The return code of the script exported functions from the module are very important.
A strictly positive return code will mean success, while a stricly negative return code will signal a failure
Returning 0 in a function exporting to the script will STOP the script execution after the function ends. Use a 0 return code with caution and only when absolutely necessary.

7.  Adding module MI Functions

Adding new module MI functions is done by populating the mi_cmds member in our module's exports structure.
For the full description of the used structures and functions, please see the generic Management Interface API section.

The MI functions in the mi_cmds member of the exports structure will be automatically registered by the module interface.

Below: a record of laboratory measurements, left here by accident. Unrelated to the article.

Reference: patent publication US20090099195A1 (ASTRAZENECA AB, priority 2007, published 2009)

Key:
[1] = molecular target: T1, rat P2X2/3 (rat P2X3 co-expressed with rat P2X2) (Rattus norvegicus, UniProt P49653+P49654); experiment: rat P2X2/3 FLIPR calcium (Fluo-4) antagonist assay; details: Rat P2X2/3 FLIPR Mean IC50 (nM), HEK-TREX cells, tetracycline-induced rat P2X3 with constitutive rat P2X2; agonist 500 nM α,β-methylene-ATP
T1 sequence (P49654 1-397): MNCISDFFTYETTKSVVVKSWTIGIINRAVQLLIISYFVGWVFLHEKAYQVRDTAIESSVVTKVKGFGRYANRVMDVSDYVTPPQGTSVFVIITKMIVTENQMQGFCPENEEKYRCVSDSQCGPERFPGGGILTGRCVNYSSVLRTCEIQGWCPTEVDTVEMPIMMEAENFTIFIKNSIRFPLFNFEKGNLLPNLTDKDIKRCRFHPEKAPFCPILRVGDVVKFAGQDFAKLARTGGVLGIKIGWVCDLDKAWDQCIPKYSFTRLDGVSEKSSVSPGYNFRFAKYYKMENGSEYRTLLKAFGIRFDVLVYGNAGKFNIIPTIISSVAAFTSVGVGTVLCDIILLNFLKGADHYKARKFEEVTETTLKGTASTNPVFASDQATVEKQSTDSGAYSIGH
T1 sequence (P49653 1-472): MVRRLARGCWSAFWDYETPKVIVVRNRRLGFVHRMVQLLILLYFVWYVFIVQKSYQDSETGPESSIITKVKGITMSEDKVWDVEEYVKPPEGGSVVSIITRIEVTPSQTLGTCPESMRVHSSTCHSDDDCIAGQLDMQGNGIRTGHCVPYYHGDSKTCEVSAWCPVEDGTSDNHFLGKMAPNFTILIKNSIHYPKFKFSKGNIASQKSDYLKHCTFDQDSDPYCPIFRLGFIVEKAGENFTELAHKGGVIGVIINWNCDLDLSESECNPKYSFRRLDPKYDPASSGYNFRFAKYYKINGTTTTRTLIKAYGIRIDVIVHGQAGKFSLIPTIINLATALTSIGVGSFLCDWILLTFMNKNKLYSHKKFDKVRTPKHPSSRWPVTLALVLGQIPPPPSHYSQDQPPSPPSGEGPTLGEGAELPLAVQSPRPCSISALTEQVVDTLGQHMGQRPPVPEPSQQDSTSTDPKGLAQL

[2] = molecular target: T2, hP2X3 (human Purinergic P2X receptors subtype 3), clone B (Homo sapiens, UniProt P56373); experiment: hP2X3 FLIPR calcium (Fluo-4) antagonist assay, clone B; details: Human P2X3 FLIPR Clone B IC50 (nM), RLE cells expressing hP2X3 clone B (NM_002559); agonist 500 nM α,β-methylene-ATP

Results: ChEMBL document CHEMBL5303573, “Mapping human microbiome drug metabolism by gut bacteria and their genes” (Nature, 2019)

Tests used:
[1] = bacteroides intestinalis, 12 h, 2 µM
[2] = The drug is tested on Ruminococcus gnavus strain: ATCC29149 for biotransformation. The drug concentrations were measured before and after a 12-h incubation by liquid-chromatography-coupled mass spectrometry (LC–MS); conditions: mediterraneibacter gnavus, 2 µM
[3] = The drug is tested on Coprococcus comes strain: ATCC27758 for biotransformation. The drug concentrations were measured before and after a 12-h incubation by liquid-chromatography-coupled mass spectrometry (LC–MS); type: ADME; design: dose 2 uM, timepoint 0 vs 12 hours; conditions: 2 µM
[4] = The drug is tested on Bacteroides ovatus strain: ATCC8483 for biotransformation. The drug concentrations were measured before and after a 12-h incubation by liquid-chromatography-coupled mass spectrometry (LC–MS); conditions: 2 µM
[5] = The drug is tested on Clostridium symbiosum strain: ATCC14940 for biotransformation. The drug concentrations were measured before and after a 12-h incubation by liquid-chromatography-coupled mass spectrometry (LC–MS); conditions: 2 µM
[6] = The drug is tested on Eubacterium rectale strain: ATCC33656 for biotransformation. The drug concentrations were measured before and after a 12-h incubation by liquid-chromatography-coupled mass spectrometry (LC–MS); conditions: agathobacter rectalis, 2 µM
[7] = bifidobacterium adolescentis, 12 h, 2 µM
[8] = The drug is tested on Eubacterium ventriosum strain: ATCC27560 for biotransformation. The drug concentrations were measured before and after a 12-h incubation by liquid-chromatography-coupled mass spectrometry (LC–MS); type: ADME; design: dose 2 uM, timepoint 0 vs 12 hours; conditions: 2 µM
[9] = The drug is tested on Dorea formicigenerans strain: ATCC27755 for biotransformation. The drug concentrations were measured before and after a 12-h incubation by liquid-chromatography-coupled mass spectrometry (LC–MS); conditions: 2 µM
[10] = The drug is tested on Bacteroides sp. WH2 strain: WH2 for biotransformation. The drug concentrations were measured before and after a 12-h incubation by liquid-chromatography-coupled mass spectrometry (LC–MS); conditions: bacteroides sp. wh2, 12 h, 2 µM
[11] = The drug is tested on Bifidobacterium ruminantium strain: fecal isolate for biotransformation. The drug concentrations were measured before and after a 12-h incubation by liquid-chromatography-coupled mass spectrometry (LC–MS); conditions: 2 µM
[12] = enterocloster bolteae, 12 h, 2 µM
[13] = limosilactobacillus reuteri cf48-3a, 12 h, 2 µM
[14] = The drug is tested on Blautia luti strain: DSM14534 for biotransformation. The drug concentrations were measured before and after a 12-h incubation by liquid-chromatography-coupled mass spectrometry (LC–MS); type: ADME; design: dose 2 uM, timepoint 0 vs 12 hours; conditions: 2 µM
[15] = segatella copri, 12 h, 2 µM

8.  Adding module Statistics

Adding new module exported statistics is done by populating the stats member in our module's exports structure.
For the full description of the used structures and functions for statistics, please see the generic Statistics API section.

The statistics in the stats member of the exports structure will be automatically registered by the module interface. If our new module named mynewmod exports a statistic called mycustomstat we will be able to fetch that statistic by using opensipsctl :
opensipsctl fifo get_statistics mynewmod mycustomstat

9.  Adding module Pseudo-variables

Adding new module pseudo-variables is done by populating the items member in our module's exports structure.
For the full description of the used structures and functions for pseudo-variables, please see the generic Pseudovariables section.

10.  Adding module dedicated Processes

For certain use cases, our module might need to talk to external entities which are not SIP based.
For such cases, we will need to have one ( or multiple ) processes which will be dedicated to handling such communication. Examples for this include the RTPProxy module ( which handles the communication with an external RTP Proxy engine ) or even the mi_fifo and mi_datagram ( which read MI commands from a FIFO file or respectively an UDP socket ).